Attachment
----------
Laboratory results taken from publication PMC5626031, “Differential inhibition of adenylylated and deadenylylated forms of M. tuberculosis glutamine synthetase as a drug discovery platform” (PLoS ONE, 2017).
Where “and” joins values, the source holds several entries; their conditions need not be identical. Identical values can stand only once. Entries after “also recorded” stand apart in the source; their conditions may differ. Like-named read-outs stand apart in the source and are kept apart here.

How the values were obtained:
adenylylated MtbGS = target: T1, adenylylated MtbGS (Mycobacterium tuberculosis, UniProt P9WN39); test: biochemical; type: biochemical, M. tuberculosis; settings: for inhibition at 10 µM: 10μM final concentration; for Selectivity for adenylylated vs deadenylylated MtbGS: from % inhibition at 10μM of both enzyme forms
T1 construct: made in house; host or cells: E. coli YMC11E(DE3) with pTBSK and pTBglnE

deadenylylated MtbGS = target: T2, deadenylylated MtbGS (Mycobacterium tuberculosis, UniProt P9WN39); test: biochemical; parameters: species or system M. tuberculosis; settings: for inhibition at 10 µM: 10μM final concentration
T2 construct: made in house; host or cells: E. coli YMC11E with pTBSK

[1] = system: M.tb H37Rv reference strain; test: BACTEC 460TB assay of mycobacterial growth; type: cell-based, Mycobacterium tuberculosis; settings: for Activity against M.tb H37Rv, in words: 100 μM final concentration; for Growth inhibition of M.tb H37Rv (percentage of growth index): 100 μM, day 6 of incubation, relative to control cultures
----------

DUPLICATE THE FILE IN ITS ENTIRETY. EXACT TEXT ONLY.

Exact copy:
Laboratory results taken from publication PMC5626031, “Differential inhibition of adenylylated and deadenylylated forms of M. tuberculosis glutamine synthetase as a drug discovery platform” (PLoS ONE, 2017).
Where “and” joins values, the source holds several entries; their conditions need not be identical. Identical values can stand only once. Entries after “also recorded” stand apart in the source; their conditions may differ. Like-named read-outs stand apart in the source and are kept apart here.

How the values were obtained:
adenylylated MtbGS = target: T1, adenylylated MtbGS (Mycobacterium tuberculosis, UniProt P9WN39); test: biochemical; type: biochemical, M. tuberculosis; settings: for inhibition at 10 µM: 10μM final concentration; for Selectivity for adenylylated vs deadenylylated MtbGS: from % inhibition at 10μM of both enzyme forms
T1 construct: made in house; host or cells: E. coli YMC11E(DE3) with pTBSK and pTBglnE

deadenylylated MtbGS = target: T2, deadenylylated MtbGS (Mycobacterium tuberculosis, UniProt P9WN39); test: biochemical; parameters: species or system M. tuberculosis; settings: for inhibition at 10 µM: 10μM final concentration
T2 construct: made in house; host or cells: E. coli YMC11E with pTBSK

[1] = system: M.tb H37Rv reference strain; test: BACTEC 460TB assay of mycobacterial growth; type: cell-based, Mycobacterium tuberculosis; settings: for Activity against M.tb H37Rv, in words: 100 μM final concentration; for Growth inhibition of M.tb H37Rv (percentage of growth index): 100 μM, day 6 of incubation, relative to control cultures